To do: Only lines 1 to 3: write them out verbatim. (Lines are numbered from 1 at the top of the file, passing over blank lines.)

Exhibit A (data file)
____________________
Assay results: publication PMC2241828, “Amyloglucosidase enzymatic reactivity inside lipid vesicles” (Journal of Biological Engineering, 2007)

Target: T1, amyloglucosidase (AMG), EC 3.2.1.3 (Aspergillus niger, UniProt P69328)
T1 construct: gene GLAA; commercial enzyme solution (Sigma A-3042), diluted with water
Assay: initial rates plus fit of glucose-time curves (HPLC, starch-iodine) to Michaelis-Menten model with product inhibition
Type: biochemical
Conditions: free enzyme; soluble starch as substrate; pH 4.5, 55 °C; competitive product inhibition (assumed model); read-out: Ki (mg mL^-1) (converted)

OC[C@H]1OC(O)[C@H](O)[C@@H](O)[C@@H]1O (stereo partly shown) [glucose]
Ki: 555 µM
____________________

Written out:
Assay results: publication PMC2241828, “Amyloglucosidase enzymatic reactivity inside lipid vesicles” (Journal of Biological Engineering, 2007)

Target: T1, amyloglucosidase (AMG), EC 3.2.1.3 (Aspergillus niger, UniProt P69328)
T1 construct: gene GLAA; commercial enzyme solution (Sigma A-3042), diluted with water